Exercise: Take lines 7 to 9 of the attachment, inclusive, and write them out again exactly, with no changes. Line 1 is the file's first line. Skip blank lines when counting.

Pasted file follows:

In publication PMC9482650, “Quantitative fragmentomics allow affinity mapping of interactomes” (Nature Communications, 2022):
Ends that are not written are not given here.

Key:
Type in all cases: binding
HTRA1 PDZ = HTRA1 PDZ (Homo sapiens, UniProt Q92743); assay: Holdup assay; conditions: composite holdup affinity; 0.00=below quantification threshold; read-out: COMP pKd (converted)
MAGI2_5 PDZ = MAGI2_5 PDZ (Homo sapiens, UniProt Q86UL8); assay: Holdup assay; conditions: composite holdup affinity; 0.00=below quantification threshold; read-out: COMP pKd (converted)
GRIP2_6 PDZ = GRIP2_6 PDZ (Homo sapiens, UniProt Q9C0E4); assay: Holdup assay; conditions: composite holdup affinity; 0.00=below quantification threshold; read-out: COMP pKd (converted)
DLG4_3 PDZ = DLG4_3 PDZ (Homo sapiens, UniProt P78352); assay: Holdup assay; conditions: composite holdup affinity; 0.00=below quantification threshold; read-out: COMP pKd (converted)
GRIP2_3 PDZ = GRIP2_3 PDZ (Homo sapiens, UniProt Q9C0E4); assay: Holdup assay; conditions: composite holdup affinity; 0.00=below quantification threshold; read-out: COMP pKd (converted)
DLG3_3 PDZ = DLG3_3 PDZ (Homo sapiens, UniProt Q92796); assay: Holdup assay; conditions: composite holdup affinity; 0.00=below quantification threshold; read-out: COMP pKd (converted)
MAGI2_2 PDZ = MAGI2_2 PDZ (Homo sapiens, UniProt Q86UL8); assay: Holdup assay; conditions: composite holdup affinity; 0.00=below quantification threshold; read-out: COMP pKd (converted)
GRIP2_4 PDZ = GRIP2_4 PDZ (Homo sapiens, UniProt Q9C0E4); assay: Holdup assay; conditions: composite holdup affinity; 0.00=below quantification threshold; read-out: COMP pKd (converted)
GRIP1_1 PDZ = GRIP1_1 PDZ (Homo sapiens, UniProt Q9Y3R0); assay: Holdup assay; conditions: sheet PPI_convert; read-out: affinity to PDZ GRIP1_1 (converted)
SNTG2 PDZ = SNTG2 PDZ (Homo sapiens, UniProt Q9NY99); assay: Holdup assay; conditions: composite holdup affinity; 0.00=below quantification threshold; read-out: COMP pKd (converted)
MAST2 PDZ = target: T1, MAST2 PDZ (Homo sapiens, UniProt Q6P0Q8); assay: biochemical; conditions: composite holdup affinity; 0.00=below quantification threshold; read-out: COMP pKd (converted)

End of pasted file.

GRIP2_6 PDZ = GRIP2_6 PDZ (Homo sapiens, UniProt Q9C0E4); assay: Holdup assay; conditions: composite holdup affinity; 0.00=below quantification threshold; read-out: COMP pKd (converted)
DLG4_3 PDZ = DLG4_3 PDZ (Homo sapiens, UniProt P78352); assay: Holdup assay; conditions: composite holdup affinity; 0.00=below quantification threshold; read-out: COMP pKd (converted)
GRIP2_3 PDZ = GRIP2_3 PDZ (Homo sapiens, UniProt Q9C0E4); assay: Holdup assay; conditions: composite holdup affinity; 0.00=below quantification threshold; read-out: COMP pKd (converted)